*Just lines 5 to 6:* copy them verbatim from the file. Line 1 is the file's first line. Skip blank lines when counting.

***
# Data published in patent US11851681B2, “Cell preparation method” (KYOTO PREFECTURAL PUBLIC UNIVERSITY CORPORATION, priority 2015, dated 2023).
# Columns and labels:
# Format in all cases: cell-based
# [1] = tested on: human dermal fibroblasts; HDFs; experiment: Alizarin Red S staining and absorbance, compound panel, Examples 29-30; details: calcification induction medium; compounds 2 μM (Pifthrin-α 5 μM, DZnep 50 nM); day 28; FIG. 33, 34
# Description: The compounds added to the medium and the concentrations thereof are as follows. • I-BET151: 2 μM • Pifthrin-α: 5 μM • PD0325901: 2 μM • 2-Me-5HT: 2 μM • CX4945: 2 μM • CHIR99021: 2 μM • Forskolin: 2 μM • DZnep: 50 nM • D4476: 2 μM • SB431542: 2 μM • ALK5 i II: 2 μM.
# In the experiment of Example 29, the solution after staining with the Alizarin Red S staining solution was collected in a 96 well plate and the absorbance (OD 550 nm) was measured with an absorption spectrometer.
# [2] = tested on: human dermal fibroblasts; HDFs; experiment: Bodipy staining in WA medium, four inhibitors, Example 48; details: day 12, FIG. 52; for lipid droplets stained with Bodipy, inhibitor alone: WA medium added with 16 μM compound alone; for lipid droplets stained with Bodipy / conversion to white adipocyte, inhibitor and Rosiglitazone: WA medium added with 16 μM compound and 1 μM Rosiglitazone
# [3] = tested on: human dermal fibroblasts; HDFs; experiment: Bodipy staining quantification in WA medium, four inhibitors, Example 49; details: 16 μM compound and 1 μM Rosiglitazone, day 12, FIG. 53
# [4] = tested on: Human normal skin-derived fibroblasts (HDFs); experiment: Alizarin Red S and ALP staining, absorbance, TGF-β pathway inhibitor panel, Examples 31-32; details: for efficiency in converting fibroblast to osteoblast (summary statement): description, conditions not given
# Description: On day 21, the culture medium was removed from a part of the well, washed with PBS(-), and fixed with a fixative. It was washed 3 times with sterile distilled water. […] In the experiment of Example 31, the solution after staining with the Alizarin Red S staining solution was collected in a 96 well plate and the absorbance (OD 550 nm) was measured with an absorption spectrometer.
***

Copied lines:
# Description: The compounds added to the medium and the concentrations thereof are as follows. • I-BET151: 2 μM • Pifthrin-α: 5 μM • PD0325901: 2 μM • 2-Me-5HT: 2 μM • CX4945: 2 μM • CHIR99021: 2 μM • Forskolin: 2 μM • DZnep: 50 nM • D4476: 2 μM • SB431542: 2 μM • ALK5 i II: 2 μM.
# In the experiment of Example 29, the solution after staining with the Alizarin Red S staining solution was collected in a 96 well plate and the absorbance (OD 550 nm) was measured with an absorption spectrometer.